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While I was in law school (2003), my mentor, Frank Bailey, allowed me to sit second chair on a trial in Jonesboro, Arkansas. It was a wrongful death trial with a very sad situation. The trial was scheduled for several days. I was extremely nervous. I wanted everything to go just right.

On the morning of the first day of trial Frank had me running errands quite frequently. I had to run out to the vehicle to grab a visual aid. I had to go find some case law. After voir dire (jury selection) Frank had me run down to the clerk’s office and copy a document he wanted to use during opening. This Courtroom was on the second floor and the copy machine was on the first. I ran down the stairs, met the clerk, made copies of the document, and ran back up the stairs. When I say run, I mean run. As I was coming up the stairs, the toe of my left shoe caught the one inch lip of the top stair and it ripped the sole of my shoe off all the way back to the heel of my shoe. So when I walked my sole would flap and make the most awful motion and sound.

My face turned red. I panicked. I did not know what to do. Fortunately, there was no one at the top of the steps in this area outside of the courtroom doors. There was a small room where attorneys can meet with their clients before hearings and trials in the hallway a few feet away from me. I slipped inside. There was a roll of scotch tape laying on the table. I took the tape and proceeded to wrap my left shoe, strapping my sole back onto my shoe. I wrapped it from my toe to the shoe laces. Well, I thought this was a pretty good solution other than it looked funny with the tape across the top of my foot and it wasn’t a little bit of tape.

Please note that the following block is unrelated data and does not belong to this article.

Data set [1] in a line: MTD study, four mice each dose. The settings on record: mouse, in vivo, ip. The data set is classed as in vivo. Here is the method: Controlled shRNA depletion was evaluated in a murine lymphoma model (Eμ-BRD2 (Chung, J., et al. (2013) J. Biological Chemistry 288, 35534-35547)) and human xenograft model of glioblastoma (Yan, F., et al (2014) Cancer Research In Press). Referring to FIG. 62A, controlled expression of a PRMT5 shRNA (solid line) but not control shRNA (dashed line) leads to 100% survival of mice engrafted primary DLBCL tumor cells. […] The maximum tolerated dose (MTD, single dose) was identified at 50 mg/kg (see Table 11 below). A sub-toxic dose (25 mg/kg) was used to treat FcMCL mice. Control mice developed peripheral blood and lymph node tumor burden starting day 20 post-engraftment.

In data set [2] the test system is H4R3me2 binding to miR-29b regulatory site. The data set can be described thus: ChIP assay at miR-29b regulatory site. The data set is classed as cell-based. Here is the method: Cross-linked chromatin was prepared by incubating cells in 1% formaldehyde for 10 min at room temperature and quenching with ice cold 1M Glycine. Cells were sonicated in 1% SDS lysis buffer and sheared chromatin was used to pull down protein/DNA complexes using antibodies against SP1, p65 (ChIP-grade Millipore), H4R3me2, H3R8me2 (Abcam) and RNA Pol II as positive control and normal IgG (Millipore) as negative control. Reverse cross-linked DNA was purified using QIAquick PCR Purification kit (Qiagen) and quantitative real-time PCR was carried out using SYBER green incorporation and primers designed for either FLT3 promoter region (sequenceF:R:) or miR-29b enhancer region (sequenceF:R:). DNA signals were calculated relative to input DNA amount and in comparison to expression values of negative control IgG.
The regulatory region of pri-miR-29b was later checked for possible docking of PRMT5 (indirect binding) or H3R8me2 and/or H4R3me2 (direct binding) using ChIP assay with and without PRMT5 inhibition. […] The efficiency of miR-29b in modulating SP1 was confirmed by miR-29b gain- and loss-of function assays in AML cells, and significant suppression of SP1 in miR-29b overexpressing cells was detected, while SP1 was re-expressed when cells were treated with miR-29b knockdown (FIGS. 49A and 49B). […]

My adrenaline was rushing, so I went into the courtroom with the document in my hand. Frank proceeded with opening and the jurors and the defense attorney listed intently. About half way through, Frank motioned for the document. I stood up and started walking toward him. If you have been in a courtroom, during opening statements the room is deathly quiet if the attorney is not talking. As I walked my left shoe went crunch…crunch…crunch with each step and it sounded like someone was ringing a bell, at least to me. When I sat down, the jurors were staring at my feet and whispering to each other. I couldn’t hear what they said, but I know I heard something about that boy needs shoes.

Honorable Judge John Fogleman was presiding over this case. And naturally, he is very serious when he is on the bench. That morning, on the first break, Judge Fogleman said, “Mr. Bailey and Mr. Oliver, approach the bench.” I sure thought we were in some sort of trouble. When we were listening intently, Judge Fogleman smiled and said, “Mr. Bailey, as soon as this trial ends today, I want you to go and buy Mr. Oliver a new pair of shoes.” Well, you can’t argue with the judge.

That evening, Frank took me to Dillards and bought me the most expensive pair of black Cohans in the store. I’m still wearing those shoes. However, I give them a thorough inspection the day before trial.

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